“Smart means something is communicating with me”
Alan Hofmann is a building engineer and timber constructor from Austria. His company Woodplan occupies a digital niche for building projects around the world. In this interview he describes his interpretation of intelligent offices, and how an office can be smart in an old Austrian building.
Woodplan is an extremely well-connected company. Based in Austria, the office serves as a hub for planning, developing and realizing timber structures. It communicates with the various players in a project, as a bridge between architects, structural engineers, building contractors and construction companies. Its services range from digital replicas of actual buildings through to the bespoke delivery of material, complete with individual QR code.
Tall and smart
The majority of Woodplan’s customers are in Scandinavia, where multi-level timber office buildings have become an everyday sight. For example, Woodplan CEO Alan Hofmann explains that his Norwegian business partner Woodcon has fitted out a state-of-the-art smart office in the world’s tallest timber high-rise. In contrast, Hofmann and his nine colleagues work in an old building with high ceilings to the south of Austria, in central Graz. But that has its advantages as well, as he reports.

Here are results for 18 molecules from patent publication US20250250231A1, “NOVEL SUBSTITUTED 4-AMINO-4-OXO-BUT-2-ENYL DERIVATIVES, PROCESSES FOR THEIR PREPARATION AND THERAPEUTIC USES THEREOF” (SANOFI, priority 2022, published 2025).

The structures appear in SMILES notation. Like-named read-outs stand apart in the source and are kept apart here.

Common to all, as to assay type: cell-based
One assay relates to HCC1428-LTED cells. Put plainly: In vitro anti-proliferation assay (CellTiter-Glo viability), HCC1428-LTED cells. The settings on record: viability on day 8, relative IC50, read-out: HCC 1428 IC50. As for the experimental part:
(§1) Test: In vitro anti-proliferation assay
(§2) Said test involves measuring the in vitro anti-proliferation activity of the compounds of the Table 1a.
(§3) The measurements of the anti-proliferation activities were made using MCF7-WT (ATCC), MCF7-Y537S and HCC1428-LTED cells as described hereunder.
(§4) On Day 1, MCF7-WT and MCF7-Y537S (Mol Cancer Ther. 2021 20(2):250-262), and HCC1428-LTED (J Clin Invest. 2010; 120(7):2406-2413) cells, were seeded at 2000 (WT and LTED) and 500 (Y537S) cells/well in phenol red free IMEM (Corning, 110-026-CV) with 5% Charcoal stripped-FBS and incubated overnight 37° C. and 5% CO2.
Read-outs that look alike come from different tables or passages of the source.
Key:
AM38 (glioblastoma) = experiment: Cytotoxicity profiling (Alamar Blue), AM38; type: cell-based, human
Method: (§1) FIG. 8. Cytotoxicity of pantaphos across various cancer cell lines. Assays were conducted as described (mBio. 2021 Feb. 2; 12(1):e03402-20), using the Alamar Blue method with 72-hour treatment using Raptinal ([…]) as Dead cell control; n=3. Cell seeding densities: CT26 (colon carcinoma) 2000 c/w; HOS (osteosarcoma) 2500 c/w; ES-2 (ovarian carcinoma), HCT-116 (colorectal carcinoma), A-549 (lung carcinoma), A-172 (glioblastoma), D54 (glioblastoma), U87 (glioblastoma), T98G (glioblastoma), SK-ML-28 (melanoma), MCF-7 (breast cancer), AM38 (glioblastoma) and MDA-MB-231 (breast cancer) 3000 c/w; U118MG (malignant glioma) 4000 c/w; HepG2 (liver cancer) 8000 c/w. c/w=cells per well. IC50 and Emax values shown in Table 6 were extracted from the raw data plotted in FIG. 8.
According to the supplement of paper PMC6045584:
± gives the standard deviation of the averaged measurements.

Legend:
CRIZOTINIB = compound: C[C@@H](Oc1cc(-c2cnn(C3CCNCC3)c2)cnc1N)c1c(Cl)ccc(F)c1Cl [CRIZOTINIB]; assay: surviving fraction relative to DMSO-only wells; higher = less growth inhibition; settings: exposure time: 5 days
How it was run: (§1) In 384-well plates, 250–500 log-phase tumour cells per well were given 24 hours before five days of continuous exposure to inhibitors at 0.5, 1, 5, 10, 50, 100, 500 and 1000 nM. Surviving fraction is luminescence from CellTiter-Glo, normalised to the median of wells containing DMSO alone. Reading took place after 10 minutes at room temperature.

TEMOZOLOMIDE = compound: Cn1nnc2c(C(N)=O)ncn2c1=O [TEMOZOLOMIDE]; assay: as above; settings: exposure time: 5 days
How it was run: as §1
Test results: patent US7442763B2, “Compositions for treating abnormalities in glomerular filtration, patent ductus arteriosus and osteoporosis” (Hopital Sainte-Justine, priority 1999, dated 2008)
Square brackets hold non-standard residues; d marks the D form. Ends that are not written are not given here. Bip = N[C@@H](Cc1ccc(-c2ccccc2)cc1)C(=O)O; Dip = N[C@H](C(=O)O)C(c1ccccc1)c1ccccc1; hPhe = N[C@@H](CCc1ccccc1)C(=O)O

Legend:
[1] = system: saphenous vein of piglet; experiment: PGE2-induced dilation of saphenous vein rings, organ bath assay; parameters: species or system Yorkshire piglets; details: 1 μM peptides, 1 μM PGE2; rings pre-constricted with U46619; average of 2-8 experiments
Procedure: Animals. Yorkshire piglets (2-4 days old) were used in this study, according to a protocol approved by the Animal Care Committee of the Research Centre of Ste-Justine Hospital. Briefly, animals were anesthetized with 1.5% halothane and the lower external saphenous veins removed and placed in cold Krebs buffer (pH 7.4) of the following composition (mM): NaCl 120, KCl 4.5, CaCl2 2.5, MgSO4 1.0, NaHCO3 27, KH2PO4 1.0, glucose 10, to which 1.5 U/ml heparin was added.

How can timber be used for smart purposes in buildings and specifically in offices?